In past posts we’ve reviewed why the Gravie model for defined contribution employee benefits makes perfect sense for various employers. We’ve also looked at how three immutable forces are happening now that makes the timing just right.
For many decision makers, it’s also helpful to hear how other organizations – those with a similar number of employees, location, and likely similar constraints and goals – are choosing to define their employee benefits budget.
With that in mind, we’ve added benchmarking detail for organizations evaluating and implementing Gravie. During your kick-off and implementation process, we’ll work with your team to apply this insight for your specific situation. Here’s what’s new:
Employee Dollar Benchmarking
This view provides you insight into what employers like you provide to employees relative to their family status (Single, Single Plus One, and Families). It also highlights which plan “metal” levels are purchased by Gravie members within your peer group.
This Employee Dollar Benchmarking view helps answer the questions “how much do other organizations like mine contribute and how far does that money go for employees?”. This in turn helps you cater your benefits strategy to your goals, such as attracting and retaining key talent, controlling costs, or eliminating the hassle of administration. Using this data, you set contribution levels and maintain a predictable, set budget. Gravie account managers also work with you to set and refine your strategy to make sure you’re compliant and prepared as your organization grows.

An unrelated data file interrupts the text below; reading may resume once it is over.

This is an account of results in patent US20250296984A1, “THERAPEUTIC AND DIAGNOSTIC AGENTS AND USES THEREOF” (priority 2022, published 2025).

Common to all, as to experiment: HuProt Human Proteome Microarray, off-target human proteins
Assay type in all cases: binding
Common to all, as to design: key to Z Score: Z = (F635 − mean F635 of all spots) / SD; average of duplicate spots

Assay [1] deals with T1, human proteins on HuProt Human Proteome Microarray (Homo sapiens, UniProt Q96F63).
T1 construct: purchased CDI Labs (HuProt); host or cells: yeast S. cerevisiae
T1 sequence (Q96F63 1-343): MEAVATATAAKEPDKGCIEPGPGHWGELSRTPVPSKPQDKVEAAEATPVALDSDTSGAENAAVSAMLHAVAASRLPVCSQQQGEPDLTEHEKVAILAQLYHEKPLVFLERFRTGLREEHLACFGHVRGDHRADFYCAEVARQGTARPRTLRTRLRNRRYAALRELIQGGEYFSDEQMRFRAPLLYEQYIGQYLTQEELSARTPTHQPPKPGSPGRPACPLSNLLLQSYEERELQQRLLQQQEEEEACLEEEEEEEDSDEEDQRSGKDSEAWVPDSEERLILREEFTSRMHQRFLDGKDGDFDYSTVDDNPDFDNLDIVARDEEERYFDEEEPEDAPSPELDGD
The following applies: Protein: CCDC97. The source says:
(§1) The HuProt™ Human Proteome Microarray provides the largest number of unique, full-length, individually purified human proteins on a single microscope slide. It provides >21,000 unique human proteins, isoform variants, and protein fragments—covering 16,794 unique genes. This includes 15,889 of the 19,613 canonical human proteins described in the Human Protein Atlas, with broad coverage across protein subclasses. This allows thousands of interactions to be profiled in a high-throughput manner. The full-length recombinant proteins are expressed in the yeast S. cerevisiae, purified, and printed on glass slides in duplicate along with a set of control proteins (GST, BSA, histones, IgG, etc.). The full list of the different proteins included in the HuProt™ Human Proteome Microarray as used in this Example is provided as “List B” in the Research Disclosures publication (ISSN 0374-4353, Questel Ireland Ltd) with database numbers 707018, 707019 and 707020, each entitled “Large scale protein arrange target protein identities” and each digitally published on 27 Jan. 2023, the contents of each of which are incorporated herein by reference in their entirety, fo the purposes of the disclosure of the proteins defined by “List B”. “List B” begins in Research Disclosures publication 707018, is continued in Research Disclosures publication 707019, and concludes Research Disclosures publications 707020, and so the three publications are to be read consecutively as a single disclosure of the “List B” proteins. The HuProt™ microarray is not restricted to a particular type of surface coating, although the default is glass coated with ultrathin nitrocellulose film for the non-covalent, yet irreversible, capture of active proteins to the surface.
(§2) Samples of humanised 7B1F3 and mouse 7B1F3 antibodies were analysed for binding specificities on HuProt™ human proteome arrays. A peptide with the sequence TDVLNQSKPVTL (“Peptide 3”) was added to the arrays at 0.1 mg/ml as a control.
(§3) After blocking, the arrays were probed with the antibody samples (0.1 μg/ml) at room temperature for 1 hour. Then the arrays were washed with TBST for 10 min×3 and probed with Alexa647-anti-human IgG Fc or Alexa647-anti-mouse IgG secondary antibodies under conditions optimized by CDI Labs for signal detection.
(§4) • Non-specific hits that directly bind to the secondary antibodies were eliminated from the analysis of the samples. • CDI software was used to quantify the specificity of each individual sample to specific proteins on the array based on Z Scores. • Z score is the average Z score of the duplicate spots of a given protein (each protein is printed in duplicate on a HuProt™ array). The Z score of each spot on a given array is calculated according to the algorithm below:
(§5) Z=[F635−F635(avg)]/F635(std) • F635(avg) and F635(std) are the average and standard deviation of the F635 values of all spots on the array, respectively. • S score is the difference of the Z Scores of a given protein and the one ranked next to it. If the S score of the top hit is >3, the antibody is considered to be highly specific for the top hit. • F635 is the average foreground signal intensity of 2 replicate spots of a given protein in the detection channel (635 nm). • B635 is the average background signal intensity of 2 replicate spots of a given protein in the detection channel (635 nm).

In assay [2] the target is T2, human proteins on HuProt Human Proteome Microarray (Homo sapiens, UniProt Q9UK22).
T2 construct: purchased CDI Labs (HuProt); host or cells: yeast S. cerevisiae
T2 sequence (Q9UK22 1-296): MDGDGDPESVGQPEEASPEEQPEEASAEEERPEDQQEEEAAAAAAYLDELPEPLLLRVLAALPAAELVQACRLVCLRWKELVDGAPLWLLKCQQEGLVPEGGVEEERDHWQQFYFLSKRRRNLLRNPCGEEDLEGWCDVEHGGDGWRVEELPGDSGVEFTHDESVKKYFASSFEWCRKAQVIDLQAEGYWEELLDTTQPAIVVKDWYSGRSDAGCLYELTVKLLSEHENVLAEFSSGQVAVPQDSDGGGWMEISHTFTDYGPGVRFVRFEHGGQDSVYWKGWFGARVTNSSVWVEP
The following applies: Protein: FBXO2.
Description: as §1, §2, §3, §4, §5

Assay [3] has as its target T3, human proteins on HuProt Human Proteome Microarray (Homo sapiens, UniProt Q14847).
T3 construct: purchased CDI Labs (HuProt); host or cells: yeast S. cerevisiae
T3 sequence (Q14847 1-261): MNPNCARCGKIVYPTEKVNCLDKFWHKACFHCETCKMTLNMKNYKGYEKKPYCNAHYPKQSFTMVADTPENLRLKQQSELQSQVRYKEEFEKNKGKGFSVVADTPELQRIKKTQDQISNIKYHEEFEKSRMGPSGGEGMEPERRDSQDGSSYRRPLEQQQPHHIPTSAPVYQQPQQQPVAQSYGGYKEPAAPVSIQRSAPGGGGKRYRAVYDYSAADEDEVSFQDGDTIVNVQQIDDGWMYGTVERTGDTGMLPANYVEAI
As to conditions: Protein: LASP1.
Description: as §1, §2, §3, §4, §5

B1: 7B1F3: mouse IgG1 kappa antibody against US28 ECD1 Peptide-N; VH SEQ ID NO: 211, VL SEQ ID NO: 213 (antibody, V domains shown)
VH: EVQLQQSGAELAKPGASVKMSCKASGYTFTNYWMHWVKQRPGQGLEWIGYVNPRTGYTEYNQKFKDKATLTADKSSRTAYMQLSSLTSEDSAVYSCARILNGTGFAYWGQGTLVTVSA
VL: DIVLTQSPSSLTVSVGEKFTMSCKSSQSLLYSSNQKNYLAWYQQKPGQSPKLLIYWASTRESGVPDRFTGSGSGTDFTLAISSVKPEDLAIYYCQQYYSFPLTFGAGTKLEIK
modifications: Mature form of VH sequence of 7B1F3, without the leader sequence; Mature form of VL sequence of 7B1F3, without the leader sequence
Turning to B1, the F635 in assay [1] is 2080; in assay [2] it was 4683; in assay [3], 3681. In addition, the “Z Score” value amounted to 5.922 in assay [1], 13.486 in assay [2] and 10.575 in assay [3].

Age-Band Cost distribution Benchmarking
The second category of benchmarking breaks down a schedule of costs by age band. The sample view below shows dollar contributions by age tier benchmarked to a Gravie example plan. This view shows contribution amounts on a percentage basis, which in this example shows the contribution levels needed for an employer to cover the equivalent of 100% of employee costs and 50% of dependents costs. The view draws on real plan data and is dynamic, so employers can adjust to match their own best fit.
Similarly, the view below shows how to allocate a fixed budget of dollars equitably among employees, so employees of different ages and family situations get the same amount of purchasing power. This is a powerful way to re-think not just the dollar amount of plans, but takes into account differing plan costs for differing ages. In this view, the employer sets a budget ($6,000 per month in this example) and the dynamic worksheet distributes that budget equitably for all age groups. So if your workforce includes diverse ages, you can use these views to make sure nobody gets left out in the cold.
Using these unique tools and our experience with hundreds of other employers of nearly all shapes and sizes, we’ll work with you to show you how your data and costs play out. In other words, we’ll help you determine the defined contribution approach that matches your organization’s goals.